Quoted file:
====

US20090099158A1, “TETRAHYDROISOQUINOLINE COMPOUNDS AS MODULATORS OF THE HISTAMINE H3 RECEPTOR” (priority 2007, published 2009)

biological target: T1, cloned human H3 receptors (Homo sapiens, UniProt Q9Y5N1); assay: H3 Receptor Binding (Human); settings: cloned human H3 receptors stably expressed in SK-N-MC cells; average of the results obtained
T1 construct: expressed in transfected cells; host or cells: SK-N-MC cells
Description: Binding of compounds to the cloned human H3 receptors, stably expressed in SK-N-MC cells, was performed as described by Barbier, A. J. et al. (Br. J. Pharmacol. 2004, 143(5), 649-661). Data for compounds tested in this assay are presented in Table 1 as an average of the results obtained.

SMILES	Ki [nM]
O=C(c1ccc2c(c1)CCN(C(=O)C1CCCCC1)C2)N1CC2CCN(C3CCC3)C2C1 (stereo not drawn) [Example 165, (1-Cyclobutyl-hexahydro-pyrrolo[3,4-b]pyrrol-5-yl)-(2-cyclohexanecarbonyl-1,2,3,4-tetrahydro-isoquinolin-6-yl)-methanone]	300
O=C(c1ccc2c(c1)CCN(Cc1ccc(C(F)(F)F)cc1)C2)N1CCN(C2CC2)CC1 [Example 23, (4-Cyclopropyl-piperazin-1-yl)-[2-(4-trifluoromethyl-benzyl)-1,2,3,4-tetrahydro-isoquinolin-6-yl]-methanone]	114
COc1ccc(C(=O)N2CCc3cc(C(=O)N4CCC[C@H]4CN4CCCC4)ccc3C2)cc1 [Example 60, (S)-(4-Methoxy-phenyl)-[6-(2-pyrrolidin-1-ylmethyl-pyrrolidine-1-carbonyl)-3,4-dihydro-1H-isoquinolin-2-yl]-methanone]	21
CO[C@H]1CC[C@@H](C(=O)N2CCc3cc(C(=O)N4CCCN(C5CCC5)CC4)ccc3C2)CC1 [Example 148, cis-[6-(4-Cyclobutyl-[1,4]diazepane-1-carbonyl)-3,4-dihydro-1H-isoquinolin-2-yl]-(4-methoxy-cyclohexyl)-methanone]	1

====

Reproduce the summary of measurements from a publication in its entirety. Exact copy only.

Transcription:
US20090099158A1, “TETRAHYDROISOQUINOLINE COMPOUNDS AS MODULATORS OF THE HISTAMINE H3 RECEPTOR” (priority 2007, published 2009)

biological target: T1, cloned human H3 receptors (Homo sapiens, UniProt Q9Y5N1); assay: H3 Receptor Binding (Human); settings: cloned human H3 receptors stably expressed in SK-N-MC cells; average of the results obtained
T1 construct: expressed in transfected cells; host or cells: SK-N-MC cells
Description: Binding of compounds to the cloned human H3 receptors, stably expressed in SK-N-MC cells, was performed as described by Barbier, A. J. et al. (Br. J. Pharmacol. 2004, 143(5), 649-661). Data for compounds tested in this assay are presented in Table 1 as an average of the results obtained.

SMILES	Ki [nM]
O=C(c1ccc2c(c1)CCN(C(=O)C1CCCCC1)C2)N1CC2CCN(C3CCC3)C2C1 (stereo not drawn) [Example 165, (1-Cyclobutyl-hexahydro-pyrrolo[3,4-b]pyrrol-5-yl)-(2-cyclohexanecarbonyl-1,2,3,4-tetrahydro-isoquinolin-6-yl)-methanone]	300
O=C(c1ccc2c(c1)CCN(Cc1ccc(C(F)(F)F)cc1)C2)N1CCN(C2CC2)CC1 [Example 23, (4-Cyclopropyl-piperazin-1-yl)-[2-(4-trifluoromethyl-benzyl)-1,2,3,4-tetrahydro-isoquinolin-6-yl]-methanone]	114
COc1ccc(C(=O)N2CCc3cc(C(=O)N4CCC[C@H]4CN4CCCC4)ccc3C2)cc1 [Example 60, (S)-(4-Methoxy-phenyl)-[6-(2-pyrrolidin-1-ylmethyl-pyrrolidine-1-carbonyl)-3,4-dihydro-1H-isoquinolin-2-yl]-methanone]	21
CO[C@H]1CC[C@@H](C(=O)N2CCc3cc(C(=O)N4CCCN(C5CCC5)CC4)ccc3C2)CC1 [Example 148, cis-[6-(4-Cyclobutyl-[1,4]diazepane-1-carbonyl)-3,4-dihydro-1H-isoquinolin-2-yl]-(4-methoxy-cyclohexyl)-methanone]	1